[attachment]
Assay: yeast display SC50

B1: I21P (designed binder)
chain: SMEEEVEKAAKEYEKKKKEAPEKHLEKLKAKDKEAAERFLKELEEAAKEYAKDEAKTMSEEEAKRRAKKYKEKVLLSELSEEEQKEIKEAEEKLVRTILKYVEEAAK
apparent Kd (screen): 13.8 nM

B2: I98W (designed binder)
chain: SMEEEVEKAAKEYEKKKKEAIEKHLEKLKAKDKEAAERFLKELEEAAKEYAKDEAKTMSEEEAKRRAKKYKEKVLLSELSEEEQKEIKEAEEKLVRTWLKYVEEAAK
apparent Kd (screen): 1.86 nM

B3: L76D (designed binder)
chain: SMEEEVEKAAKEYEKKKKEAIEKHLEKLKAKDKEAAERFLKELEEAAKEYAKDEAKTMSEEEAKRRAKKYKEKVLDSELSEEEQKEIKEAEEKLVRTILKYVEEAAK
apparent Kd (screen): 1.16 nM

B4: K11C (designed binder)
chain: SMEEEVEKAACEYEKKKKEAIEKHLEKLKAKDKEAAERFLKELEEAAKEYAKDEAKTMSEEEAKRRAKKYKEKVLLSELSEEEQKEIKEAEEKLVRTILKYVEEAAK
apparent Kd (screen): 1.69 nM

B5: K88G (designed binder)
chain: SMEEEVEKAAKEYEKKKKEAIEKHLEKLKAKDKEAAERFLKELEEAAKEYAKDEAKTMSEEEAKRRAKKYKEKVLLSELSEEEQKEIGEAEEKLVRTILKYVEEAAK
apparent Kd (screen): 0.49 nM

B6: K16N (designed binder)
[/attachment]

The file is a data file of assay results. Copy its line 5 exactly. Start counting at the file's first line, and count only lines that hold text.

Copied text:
B2: I98W (designed binder)